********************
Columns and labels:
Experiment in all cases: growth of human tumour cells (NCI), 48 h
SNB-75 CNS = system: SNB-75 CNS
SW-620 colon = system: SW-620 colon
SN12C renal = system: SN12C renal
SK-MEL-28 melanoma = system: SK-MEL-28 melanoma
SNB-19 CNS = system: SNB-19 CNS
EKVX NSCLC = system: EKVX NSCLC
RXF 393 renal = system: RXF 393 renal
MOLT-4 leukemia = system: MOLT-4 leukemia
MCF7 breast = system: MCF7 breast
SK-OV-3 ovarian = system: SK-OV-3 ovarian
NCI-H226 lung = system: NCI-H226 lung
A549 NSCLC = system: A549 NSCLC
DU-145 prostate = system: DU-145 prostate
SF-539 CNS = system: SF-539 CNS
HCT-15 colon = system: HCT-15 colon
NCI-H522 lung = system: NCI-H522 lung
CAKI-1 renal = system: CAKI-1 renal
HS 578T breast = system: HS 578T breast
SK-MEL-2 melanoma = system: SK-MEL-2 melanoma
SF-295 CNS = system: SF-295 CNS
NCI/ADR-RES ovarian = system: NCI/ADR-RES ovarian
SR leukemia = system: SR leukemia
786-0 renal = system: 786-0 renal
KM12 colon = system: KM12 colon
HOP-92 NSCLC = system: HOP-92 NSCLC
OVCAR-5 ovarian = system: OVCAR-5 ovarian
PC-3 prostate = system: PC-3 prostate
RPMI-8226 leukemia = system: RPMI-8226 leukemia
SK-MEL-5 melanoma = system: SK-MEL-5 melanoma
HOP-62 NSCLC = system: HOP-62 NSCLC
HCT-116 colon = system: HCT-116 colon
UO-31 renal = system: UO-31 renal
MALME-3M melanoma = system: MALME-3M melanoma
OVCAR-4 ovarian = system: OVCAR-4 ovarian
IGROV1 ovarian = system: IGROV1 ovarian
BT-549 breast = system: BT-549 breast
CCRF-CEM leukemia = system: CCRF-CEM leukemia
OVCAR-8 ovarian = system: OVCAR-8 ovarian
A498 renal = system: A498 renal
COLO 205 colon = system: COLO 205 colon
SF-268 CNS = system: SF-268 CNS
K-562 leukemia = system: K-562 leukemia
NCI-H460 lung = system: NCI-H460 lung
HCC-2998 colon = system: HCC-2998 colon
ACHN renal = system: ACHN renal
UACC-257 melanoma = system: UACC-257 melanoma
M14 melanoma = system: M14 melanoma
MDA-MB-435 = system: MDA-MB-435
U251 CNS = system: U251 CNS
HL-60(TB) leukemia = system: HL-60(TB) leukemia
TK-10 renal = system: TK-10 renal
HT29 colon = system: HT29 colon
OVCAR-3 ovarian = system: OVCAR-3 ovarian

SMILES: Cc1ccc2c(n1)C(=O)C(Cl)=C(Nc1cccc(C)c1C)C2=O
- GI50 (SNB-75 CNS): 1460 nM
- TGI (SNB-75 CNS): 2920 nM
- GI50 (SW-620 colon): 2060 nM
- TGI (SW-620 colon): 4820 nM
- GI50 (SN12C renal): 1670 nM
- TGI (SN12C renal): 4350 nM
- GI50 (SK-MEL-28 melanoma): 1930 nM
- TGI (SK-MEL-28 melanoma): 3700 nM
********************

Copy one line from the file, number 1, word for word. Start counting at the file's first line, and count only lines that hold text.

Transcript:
Columns and labels: